How did we get our funding?

Supported by the Winston Churchill Memorial Trust 

None of this would be possible without the generous support of the Winston Churchill Memorial Trust – www.wcmt.org.uk. We were awarded Fellowships from the Trust which has given us the funding and support to carry out our adventure.

The Winston Churchill Memorial Trust was established when Sir Winston Churchill died in 1965. Thousands of people, out of respect for the man and in gratitude for his inspired leadership, gave generously so that a living memorial to the great man could benefit future generations of British people.

Every year the WCMT awards Travelling Fellowships to provide opportunities for British citizens to go abroad on a worthwhile enterprise of their own choosing, with the aim of enriching their lives by their wider experience and, on their return, enhancing the life of their community by their example and the dissemination of the benefit of their travels. If you’ve got a project you’d like to get funded, we would strongly urge you to apply!

Supported by the Vodafone Foundation

On the Up would also like to give a huge thanks to the Vodafone Foundation who gifted us a free mobile internet modem and unlimited connectivity across Africa. They also sponsored our book launch in London.

We first became acquainted with the Vodafone Foundation through one of our previous ventures. They kindly support READ International (www.readinternational.org.uk) via their unique World of Difference programme.

The Vodafone Foundation is committed to investing in the communities in which Vodafone operates. And seeing as their distinctive brand is present throughout many of the countries in Africa we’re passing through, we thought we’d see if they could help us overcome the medieval speed internet we’re facing.

Michael Hastings, one of the Vodafone Foundation international trustees, kindly linked us in with the right people and this week the mobile modem and sim card arrived by special courier from South Africa to our backpackers in Victoria Falls. Hurrah for the big corporates – another good tale of commercialism coming good!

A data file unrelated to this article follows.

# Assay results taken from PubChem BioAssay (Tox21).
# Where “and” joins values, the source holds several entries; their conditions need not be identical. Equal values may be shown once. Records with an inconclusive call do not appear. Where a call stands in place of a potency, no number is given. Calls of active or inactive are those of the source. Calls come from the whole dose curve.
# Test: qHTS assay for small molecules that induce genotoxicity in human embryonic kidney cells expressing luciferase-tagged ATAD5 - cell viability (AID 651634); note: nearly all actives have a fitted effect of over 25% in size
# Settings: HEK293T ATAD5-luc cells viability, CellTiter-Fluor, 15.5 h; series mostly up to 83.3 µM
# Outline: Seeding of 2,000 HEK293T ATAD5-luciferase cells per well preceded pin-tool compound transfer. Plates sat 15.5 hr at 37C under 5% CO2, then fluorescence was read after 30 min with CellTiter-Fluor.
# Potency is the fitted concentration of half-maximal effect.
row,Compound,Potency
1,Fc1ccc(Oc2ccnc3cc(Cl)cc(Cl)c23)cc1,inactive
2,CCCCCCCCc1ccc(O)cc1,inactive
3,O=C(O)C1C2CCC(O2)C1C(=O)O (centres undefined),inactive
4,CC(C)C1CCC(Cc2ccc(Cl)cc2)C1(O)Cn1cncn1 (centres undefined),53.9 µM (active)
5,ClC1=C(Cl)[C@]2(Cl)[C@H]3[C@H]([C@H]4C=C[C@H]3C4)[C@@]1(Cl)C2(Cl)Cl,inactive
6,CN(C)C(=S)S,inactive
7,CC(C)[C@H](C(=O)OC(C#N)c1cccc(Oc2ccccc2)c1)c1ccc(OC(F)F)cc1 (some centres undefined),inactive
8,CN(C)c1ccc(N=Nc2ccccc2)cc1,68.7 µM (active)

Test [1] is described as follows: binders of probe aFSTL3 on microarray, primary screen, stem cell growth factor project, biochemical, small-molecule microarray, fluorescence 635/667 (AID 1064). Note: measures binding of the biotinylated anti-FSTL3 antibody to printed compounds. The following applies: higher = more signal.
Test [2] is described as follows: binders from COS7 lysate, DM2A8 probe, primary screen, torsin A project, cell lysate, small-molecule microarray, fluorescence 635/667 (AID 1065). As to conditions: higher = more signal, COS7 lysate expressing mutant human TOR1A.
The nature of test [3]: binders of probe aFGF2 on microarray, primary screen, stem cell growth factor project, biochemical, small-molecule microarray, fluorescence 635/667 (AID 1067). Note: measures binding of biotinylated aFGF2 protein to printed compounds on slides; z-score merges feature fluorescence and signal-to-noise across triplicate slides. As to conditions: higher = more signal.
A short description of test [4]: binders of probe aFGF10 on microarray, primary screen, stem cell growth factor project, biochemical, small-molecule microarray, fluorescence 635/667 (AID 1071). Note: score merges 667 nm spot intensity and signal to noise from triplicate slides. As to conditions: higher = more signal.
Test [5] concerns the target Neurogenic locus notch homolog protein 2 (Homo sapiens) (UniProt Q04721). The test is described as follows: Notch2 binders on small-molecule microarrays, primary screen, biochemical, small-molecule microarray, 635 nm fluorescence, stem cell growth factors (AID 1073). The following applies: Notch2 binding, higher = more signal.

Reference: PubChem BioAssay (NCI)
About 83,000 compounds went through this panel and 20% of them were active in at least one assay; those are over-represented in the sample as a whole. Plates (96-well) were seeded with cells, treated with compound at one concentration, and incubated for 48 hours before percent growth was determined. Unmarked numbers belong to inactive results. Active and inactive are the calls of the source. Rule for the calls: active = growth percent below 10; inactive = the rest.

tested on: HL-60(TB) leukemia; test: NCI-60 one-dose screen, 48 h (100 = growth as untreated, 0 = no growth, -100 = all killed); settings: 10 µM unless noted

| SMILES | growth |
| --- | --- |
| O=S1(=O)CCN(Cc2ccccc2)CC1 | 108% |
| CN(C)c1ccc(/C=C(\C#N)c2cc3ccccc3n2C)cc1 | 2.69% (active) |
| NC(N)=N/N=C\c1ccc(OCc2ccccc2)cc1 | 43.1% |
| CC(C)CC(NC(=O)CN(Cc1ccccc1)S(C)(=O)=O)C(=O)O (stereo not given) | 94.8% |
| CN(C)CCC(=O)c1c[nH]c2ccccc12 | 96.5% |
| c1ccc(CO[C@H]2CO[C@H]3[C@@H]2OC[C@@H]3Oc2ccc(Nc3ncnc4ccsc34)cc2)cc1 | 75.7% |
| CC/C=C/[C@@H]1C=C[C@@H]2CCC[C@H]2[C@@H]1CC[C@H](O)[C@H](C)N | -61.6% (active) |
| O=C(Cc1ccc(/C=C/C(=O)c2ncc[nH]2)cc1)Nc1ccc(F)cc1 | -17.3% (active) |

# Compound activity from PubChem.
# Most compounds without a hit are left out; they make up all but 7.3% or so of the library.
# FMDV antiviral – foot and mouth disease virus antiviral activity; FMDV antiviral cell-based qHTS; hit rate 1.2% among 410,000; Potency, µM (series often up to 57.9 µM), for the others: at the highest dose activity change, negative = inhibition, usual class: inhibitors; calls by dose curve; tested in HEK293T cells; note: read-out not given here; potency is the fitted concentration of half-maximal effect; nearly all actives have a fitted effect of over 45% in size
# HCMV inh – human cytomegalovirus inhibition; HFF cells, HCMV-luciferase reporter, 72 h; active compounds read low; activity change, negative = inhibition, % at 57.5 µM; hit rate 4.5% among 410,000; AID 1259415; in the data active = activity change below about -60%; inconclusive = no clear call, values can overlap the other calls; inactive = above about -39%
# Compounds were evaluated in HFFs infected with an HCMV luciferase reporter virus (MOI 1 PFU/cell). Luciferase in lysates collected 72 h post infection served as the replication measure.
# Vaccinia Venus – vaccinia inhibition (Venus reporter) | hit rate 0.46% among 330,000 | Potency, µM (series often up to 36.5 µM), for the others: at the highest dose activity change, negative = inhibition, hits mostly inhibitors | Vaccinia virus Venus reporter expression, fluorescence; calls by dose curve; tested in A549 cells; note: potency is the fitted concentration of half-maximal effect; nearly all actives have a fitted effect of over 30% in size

For more information about Vodafone Foundation visit: http://www.vodafone.com/content/index/about/foundation

Our journey

It took us four months to cover the staggering 7890 miles from Cape Town to Cairo. Our journey took us through ten countries and we used every imaginable mode of transport – buses, mini-vans, trains, planes, motorbikes, taxis and bicycles.

We travelled in the daylight and through the dark of night, in dripping hot temperatures and miserable cold rain, through bustling industrial cities and across sparse arid plains. We ate afternoon tea by Victoria Falls, walked with lions in the South Luangwa National Park, went white water rafting on the Nile, and climbed inside Egyptian tombs.

So naturally since coming home we’ve been asked countless times: “What was the highlight of the trip?” In response, we rarely mention the sights, scenes and sounds. Instead we find ourselves talking about the incredible people we met who far surpassed anything on the ‘tourist tick list’.

View On the Up: Cape Town to Cairo in a larger map


[i] See, for example: Alex Nicholls, Social Entrepreneurship: New Models of Sustainable Social Change (Oxford University Press, 2006); David Bornstein, How to Change the World: Social Entrepreneurs and the Power of New Ideas (Oxford University Press, 2007); David Bornstein and Susan David, Social Entrepreneurship: What Everyone Needs to Know (Oxford University Press, 2010)